Fill in the blank: Love is ______. Did the word “blind” come to mind? What about “patient?” Or “war?” For recent UTC graduate Taylor Kinser, love is glitter. And marshmallows. With a little pink paint, sequins, and soap suds too. Kinser’s conceptual art project, “Bottled Emotions,” explores the idea of creating and packaging an intangible product—our emotions.
Ms. Kinser explores the concept of what is means to be “emotionally available” in modern society.
“Emotions seem so readily available. They never run out. But then I thought about how people are always so emotionally drained. We deal with so many emotions everyday and it’s amplified when big events happen—deaths, weddings, break-ups, births, holidays, injuries, etc. What does it even mean to be emotionally available anymore?” she said.
Ms. Kinser’s project also critiques our modern consumer culture.
“While there would certainly be no need to purchase emotions—they’re a natural act of being human—our consumer culture tells that buying something will help us work through an emotional time in our lives. This project is related to the idea of ‘drinking your way through’ a situation. It’s an observation on the consumption of emotional availability,” she said.
In addition to love, Ms. Kinser crafted concoctions for several other common emotions, including fear, anger, confusion, and excitement. She used a variety of unique ingredients to get the color for each emotion.
“Most of the ingredients were chosen by color. Fear, for instance, in my mind was black. I used India ink and shards of stained glass to evoke the sense of fear. Excitement was blue detergent, pink paint, and liquid from a glow stick. Anger has a thick oozing red paint that lingers like anger would,” she said.
In addition to creating the liquid concoction for each emotion, Ms. Kinser designed the packaging—plastic bottles with both a classic and modern look.
“The bottles themselves were intended to have an old apothecary look with a modern twist. I researched alcohol branding as well as medicinal branding for the look and feel of the bottles. I used vinyl for the typography and wanted to keep them very simple. It was more about the contents in the bottles than the packaging,” she said.
Ms. Kinser also created an accompanying tonic guide, called “Victory’s Tonic Guide,” a play on the idea of “small victories” and coping with emotions.
“The tonic guide continued the conceptual work by giving recipes of how much of each emotion you need to have to get through big events. The guide meant to be both comical and serious since no one can put a quantity on how much of one emotion a person will need to get through something. I chose to focus on events surrounding Thanksgiving and Christmas, since those seem to be the happiest and most stressful times of the year,” she said.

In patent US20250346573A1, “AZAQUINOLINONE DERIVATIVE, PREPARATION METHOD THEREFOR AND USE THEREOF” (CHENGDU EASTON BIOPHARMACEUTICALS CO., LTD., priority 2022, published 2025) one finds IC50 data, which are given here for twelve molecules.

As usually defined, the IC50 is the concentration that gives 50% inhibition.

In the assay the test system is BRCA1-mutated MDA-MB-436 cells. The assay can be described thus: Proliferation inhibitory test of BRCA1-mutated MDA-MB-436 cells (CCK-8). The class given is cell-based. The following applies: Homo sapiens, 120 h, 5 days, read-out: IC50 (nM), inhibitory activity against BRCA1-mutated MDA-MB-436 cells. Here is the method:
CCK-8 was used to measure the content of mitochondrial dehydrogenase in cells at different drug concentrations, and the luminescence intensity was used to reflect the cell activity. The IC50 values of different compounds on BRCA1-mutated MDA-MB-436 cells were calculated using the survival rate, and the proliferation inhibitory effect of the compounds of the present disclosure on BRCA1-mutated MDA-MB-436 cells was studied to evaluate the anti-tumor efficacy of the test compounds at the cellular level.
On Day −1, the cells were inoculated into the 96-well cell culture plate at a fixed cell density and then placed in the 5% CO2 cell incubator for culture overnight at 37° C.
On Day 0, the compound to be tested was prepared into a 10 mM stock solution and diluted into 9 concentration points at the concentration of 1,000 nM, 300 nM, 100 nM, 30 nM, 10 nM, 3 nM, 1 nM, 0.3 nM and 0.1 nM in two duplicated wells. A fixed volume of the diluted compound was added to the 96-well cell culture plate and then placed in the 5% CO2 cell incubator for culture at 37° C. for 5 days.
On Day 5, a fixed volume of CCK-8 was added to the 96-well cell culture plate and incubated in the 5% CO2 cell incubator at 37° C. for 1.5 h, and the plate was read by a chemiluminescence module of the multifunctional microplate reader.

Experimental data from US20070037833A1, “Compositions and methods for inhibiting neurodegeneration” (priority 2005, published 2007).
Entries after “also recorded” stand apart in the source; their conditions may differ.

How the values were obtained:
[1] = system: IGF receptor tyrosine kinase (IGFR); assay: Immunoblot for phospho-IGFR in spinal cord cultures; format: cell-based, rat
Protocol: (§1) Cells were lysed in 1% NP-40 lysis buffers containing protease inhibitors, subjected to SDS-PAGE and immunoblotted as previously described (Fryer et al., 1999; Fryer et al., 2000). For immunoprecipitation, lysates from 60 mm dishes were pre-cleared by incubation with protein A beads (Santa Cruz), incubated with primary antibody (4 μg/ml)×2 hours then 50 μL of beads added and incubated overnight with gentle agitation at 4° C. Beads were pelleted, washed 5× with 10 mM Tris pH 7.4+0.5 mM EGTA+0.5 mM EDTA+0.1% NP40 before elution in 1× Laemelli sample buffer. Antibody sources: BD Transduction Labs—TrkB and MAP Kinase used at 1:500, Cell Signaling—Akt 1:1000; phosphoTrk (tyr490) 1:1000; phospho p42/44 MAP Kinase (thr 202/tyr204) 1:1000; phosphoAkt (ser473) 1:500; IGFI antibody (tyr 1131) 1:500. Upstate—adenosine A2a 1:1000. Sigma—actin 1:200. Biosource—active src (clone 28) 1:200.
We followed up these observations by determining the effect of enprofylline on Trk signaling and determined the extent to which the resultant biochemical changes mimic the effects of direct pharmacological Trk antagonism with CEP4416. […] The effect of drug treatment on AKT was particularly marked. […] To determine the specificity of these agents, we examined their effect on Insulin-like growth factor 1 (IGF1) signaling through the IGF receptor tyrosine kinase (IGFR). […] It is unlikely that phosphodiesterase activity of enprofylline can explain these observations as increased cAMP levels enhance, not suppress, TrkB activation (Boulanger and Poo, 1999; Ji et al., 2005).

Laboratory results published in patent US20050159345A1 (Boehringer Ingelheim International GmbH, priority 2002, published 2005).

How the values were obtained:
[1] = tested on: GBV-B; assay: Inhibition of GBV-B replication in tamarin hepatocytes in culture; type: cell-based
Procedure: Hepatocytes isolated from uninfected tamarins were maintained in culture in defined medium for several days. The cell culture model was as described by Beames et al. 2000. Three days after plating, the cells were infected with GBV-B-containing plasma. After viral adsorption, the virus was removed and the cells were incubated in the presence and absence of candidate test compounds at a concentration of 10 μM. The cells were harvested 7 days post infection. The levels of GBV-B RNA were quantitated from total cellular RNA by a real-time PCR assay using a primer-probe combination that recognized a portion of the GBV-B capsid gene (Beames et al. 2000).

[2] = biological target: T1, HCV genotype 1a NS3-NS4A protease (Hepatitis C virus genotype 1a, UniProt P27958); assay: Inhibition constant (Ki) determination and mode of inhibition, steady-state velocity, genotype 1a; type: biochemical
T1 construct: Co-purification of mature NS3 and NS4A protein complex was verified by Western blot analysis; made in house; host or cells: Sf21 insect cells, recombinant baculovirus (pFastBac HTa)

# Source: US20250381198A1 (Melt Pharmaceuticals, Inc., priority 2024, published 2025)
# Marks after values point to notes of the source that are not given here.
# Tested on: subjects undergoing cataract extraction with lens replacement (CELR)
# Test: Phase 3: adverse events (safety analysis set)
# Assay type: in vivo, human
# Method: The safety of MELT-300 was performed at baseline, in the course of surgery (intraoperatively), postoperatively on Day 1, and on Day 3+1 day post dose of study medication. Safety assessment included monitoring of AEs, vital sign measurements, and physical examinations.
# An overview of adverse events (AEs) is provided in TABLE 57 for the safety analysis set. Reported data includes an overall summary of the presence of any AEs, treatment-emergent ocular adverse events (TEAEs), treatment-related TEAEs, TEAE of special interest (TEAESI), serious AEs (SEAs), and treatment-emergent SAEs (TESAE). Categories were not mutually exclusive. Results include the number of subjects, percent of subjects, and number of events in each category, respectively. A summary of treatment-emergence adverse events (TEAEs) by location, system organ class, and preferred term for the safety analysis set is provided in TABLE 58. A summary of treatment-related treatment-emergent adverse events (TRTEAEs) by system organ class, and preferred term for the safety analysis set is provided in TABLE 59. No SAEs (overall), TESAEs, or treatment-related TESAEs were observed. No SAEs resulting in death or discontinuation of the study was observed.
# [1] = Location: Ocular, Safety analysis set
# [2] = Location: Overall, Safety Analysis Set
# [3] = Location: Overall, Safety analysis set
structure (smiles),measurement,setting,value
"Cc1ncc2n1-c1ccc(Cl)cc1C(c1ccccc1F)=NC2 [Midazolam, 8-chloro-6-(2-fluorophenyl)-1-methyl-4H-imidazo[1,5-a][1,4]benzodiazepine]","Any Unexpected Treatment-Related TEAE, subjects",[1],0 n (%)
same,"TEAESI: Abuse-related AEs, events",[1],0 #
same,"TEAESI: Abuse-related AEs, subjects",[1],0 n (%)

So, what emotions make up “Black Friday”—the busiest shopping day of the holiday season? Excitement, envy, curiosity, and fear. Eating grandma’s fruitcake has a simpler recipe—fear and curiosity.
Ms. Kinser, who graduated with a Bachelor of Fine Arts in May 2014, credits her professors and fellow students in her senior studio design course for helping her perfect the project.
“I definitely received several critiques from both my peers and my teacher, Aggie Toppins. As a class, they helped me dive into a deeper meaning with the project. Critiques are a huge part of the curriculum in the art department. One of the most valued skills that we learn in all disciplines, from painting to photography, is how to think critically and conceptually. I have learned why this is so important as a designer. It’s not enough to be good at using the tools needed to create a design. It is so valuable to be able to think critically and abstractedly in order to solve a problem and create good designs,” she said.
Aggie Toppins, UTC assistant professor of Graphic Design, calls Ms. Kinser a hard-working student who displayed an enthusiasm for design.
“Taylor’s project is interesting because the bottles themselves are fun to view and interact with, but there is also a conceptual richness behind the work,” Toppins said. “‘Bottled Emotions’ uses the space of commercial packaging to comment on the need for emotional availability in a world dominated by consumer desire. At the same time, the bottles seduce you to pick them up and handle them. I’ve heard people say, ‘I want those.’ To that end, Taylor created something which uses desire to critique desire. It’s very clever.”